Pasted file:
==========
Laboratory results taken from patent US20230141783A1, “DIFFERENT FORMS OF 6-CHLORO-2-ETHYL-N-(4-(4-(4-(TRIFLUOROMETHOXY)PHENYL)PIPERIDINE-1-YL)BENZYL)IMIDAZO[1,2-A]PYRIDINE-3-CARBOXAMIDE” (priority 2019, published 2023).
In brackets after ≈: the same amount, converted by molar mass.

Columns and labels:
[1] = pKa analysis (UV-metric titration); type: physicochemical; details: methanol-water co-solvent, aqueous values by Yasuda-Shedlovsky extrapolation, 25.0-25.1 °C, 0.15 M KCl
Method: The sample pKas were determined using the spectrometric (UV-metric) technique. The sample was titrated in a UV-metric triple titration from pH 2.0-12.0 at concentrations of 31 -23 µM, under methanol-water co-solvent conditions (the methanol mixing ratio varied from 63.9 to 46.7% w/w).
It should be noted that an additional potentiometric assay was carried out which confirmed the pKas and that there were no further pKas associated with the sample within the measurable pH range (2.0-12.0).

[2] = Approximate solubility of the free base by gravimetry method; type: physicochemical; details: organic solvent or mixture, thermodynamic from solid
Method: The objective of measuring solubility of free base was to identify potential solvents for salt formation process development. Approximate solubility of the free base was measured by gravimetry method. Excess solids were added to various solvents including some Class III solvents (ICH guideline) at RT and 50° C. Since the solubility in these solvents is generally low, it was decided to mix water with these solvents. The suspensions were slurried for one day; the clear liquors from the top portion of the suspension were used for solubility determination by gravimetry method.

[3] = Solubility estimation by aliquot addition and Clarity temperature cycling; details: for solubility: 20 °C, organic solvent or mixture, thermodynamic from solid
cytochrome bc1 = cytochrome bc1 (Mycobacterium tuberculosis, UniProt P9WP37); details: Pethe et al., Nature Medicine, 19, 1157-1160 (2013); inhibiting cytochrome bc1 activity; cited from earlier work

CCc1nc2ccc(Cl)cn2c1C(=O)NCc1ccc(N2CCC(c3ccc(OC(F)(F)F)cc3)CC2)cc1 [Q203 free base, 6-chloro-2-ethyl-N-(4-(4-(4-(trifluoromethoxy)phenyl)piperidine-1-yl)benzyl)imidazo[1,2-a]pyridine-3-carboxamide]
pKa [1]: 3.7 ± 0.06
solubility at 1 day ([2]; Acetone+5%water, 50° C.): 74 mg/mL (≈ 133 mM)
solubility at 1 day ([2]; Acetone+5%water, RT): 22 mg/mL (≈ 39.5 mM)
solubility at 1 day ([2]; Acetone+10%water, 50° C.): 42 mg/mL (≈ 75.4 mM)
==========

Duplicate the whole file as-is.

Laboratory results taken from patent US20230141783A1, “DIFFERENT FORMS OF 6-CHLORO-2-ETHYL-N-(4-(4-(4-(TRIFLUOROMETHOXY)PHENYL)PIPERIDINE-1-YL)BENZYL)IMIDAZO[1,2-A]PYRIDINE-3-CARBOXAMIDE” (priority 2019, published 2023).
In brackets after ≈: the same amount, converted by molar mass.

Columns and labels:
[1] = pKa analysis (UV-metric titration); type: physicochemical; details: methanol-water co-solvent, aqueous values by Yasuda-Shedlovsky extrapolation, 25.0-25.1 °C, 0.15 M KCl
Method: The sample pKas were determined using the spectrometric (UV-metric) technique. The sample was titrated in a UV-metric triple titration from pH 2.0-12.0 at concentrations of 31 -23 µM, under methanol-water co-solvent conditions (the methanol mixing ratio varied from 63.9 to 46.7% w/w).
It should be noted that an additional potentiometric assay was carried out which confirmed the pKas and that there were no further pKas associated with the sample within the measurable pH range (2.0-12.0).

[2] = Approximate solubility of the free base by gravimetry method; type: physicochemical; details: organic solvent or mixture, thermodynamic from solid
Method: The objective of measuring solubility of free base was to identify potential solvents for salt formation process development. Approximate solubility of the free base was measured by gravimetry method. Excess solids were added to various solvents including some Class III solvents (ICH guideline) at RT and 50° C. Since the solubility in these solvents is generally low, it was decided to mix water with these solvents. The suspensions were slurried for one day; the clear liquors from the top portion of the suspension were used for solubility determination by gravimetry method.

[3] = Solubility estimation by aliquot addition and Clarity temperature cycling; details: for solubility: 20 °C, organic solvent or mixture, thermodynamic from solid
cytochrome bc1 = cytochrome bc1 (Mycobacterium tuberculosis, UniProt P9WP37); details: Pethe et al., Nature Medicine, 19, 1157-1160 (2013); inhibiting cytochrome bc1 activity; cited from earlier work

CCc1nc2ccc(Cl)cn2c1C(=O)NCc1ccc(N2CCC(c3ccc(OC(F)(F)F)cc3)CC2)cc1 [Q203 free base, 6-chloro-2-ethyl-N-(4-(4-(4-(trifluoromethoxy)phenyl)piperidine-1-yl)benzyl)imidazo[1,2-a]pyridine-3-carboxamide]
pKa [1]: 3.7 ± 0.06
solubility at 1 day ([2]; Acetone+5%water, 50° C.): 74 mg/mL (≈ 133 mM)
solubility at 1 day ([2]; Acetone+5%water, RT): 22 mg/mL (≈ 39.5 mM)
solubility at 1 day ([2]; Acetone+10%water, 50° C.): 42 mg/mL (≈ 75.4 mM)